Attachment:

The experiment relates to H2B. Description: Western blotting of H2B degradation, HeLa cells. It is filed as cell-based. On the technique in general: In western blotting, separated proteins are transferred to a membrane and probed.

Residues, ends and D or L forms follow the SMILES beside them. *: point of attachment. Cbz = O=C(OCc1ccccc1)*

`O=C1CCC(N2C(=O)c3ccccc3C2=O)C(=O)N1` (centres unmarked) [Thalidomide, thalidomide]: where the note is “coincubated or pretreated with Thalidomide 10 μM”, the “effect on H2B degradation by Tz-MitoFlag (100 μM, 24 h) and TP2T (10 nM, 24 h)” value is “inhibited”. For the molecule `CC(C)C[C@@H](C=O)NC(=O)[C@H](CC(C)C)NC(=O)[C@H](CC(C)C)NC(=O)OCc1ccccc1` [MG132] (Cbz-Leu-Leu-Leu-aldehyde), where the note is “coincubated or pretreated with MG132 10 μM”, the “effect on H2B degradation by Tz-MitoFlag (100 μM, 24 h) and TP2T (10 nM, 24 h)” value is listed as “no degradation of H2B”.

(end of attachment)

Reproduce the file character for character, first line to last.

The experiment relates to H2B. Description: Western blotting of H2B degradation, HeLa cells. It is filed as cell-based. On the technique in general: In western blotting, separated proteins are transferred to a membrane and probed.

Residues, ends and D or L forms follow the SMILES beside them. *: point of attachment. Cbz = O=C(OCc1ccccc1)*

`O=C1CCC(N2C(=O)c3ccccc3C2=O)C(=O)N1` (centres unmarked) [Thalidomide, thalidomide]: where the note is “coincubated or pretreated with Thalidomide 10 μM”, the “effect on H2B degradation by Tz-MitoFlag (100 μM, 24 h) and TP2T (10 nM, 24 h)” value is “inhibited”. For the molecule `CC(C)C[C@@H](C=O)NC(=O)[C@H](CC(C)C)NC(=O)[C@H](CC(C)C)NC(=O)OCc1ccccc1` [MG132] (Cbz-Leu-Leu-Leu-aldehyde), where the note is “coincubated or pretreated with MG132 10 μM”, the “effect on H2B degradation by Tz-MitoFlag (100 μM, 24 h) and TP2T (10 nM, 24 h)” value is listed as “no degradation of H2B”.